The getCheckboxes() function passes, one at a time, the arguments received to the getCheckbox() function, and returns the accumulated results back to the thankYou() function.

function getCheckbox(object) {
  if (object.checked)
     return escape(object.value);
  else
     return '';
}
//--></SCRIPT>

The getCheckbox() function returns the values of any selected check boxes to either the thankYou() function or the getCheckboxes() function.

When the thankYou() function has finished, the forms redirect field will hold a URL that contains the complete data entered on the form.

Receiving and displaying the data

All we need to do now is add some JavaScript to our normal Thank You page in order to accept the passed data and format the output. The following is a sample Thank You page you could use to perform this:

<HTML>

<HEAD>
<TITLE>Thank You</TITLE>
</HEAD>

<BODY>

<H1>...Message Received</H1>

<SCRIPT LANGUAGE="JavaScript"><!--
var input = '', output = '';

We define two empty strings, input to hold the data passed to the current document, and output to hold the HTML before writing it to the document.

if (location.search.length > 0)
  input = location.search.substring(1);

To access the data following the ? character in the documents location, we use the location objects search property. This returns everything including the leading ? character.

Next, we check to make sure the locations search property has some actual content by checking its length. If the length is greater than zero, we strip the leading ? character from the search property and place the results in the input string.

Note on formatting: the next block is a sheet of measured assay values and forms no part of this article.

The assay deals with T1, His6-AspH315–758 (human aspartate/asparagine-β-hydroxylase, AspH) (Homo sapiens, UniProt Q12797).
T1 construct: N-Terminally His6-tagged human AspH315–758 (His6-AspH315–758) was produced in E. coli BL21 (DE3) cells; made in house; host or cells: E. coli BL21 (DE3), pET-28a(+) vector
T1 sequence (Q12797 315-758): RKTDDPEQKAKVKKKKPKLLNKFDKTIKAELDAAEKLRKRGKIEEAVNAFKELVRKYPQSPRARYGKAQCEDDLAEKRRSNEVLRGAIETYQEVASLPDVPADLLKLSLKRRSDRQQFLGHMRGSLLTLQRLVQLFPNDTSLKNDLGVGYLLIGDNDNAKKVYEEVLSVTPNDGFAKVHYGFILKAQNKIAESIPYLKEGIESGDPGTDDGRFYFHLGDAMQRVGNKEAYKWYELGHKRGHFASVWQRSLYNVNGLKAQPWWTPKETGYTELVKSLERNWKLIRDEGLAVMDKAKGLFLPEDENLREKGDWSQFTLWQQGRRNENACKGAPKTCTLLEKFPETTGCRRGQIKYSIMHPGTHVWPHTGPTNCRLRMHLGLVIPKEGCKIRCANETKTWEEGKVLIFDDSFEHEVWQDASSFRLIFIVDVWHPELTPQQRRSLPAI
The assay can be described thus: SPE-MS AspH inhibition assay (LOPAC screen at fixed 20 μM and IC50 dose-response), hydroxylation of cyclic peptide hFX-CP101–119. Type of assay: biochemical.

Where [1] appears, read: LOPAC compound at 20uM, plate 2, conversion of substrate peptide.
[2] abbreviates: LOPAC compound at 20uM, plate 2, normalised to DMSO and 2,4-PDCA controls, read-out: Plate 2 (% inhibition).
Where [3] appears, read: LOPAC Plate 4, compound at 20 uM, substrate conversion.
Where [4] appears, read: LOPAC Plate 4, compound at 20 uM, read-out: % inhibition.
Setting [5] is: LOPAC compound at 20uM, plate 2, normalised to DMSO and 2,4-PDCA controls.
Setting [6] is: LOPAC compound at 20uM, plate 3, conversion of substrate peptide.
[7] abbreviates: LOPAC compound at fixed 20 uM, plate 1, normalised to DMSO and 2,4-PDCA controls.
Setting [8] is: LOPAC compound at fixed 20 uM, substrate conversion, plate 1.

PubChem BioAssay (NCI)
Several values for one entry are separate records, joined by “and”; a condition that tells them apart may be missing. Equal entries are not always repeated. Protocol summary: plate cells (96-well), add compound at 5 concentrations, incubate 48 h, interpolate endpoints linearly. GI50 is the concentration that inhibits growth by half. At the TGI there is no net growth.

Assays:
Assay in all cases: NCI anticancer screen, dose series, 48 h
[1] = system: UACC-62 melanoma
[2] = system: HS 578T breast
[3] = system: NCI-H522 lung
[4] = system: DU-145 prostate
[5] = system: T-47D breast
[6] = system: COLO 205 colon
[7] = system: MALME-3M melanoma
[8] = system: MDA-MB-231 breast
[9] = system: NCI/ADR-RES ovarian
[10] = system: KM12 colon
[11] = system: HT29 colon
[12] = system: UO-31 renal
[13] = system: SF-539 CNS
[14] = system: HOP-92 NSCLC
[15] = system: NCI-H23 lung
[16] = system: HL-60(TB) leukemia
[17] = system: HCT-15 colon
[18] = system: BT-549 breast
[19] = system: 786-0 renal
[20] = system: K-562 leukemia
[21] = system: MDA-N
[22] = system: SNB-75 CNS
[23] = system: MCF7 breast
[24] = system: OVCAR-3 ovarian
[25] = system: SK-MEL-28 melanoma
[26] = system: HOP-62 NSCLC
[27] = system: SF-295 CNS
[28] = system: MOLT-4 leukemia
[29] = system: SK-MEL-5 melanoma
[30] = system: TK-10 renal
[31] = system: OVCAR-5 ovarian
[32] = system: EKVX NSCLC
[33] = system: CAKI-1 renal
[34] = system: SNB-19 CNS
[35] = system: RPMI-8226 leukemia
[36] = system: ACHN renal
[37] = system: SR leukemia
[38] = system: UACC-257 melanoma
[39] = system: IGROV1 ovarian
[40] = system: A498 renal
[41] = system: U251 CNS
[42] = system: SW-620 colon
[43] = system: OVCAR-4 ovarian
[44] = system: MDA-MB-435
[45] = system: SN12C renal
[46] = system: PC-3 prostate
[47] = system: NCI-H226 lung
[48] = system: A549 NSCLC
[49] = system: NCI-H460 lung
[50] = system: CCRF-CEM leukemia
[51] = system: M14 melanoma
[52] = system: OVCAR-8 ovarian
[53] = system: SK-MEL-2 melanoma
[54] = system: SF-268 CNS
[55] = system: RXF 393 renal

while (input.length > 0) {
    variableName = input.substring(0,input.indexOf('='));
    input = input.substring(input.indexOf('=')+1);
    variableValue = input.substring(0,input.indexOf('&'));
    input = input.substring(input.indexOf('&')+1);
     
    output += '<P><B>' + unescape(variableName) + ':<\/B>';
    output += '<XMP>' + unescape(variableValue) + '<\/XMP>';
}

This part performs a loop while the length of the input string is greater than zero.

For each pass through the loop we extract the variable name and then the variable value. The unescape() method is used to reverse the escaping of the data performed in the previous form page. The variableName is extracted with the aid of the = character in the input string. The variableValue is extracted with the aid of the & character in the input string.

After extracting each item of data, we reduce the contents of the input string by deleting the data extracted from the beginning of the string, plus the = or & character.

The output string is built up with the highlighted variableName, followed by the variableValue wrapped in <XMP> and <\/XMP> tags. This converts any HTML entered in the thank you form to example code so it does not effect the layout of the Thank You page.

Eventually the length of the input string is reduced to zero, in which case the while loop finishes the process.

document.write(output);
//--></SCRIPT>

After all the data has been stripped from the input string, the output string is written to the document.

<H2>Thank you!</H2>

</BODY>
</HTML>

As long as the basic loop through the search property remains the same you can change the layout and design of the Thank You page as much or as little as you like.

Working Example and Source Code

Take a moment now to try the demo to see how the Thank You page looks. When you're through with that, view and download the source code of the input.htm page and the thanks.htm page to build your own dynamic Thank You page.

Related items

Image Manipulation Techniques

String Gradients the Fun Way!

"The Light Fantastic"

MSIE Page Transition Filters

A Gift of "Life" : The Document Object Model

Multimedia in Microsoft Internet Explorer

Displaying Temporary Pages

Dynamic Positioning

What is So Dynamic About Dynamic HTML?

Fancy Background Fader

Feedback on 'Building a Dynamic Thank You Page'

View the profile on Martin Webb and the list of other Articles by Martin Webb.

©2013 Martin Webb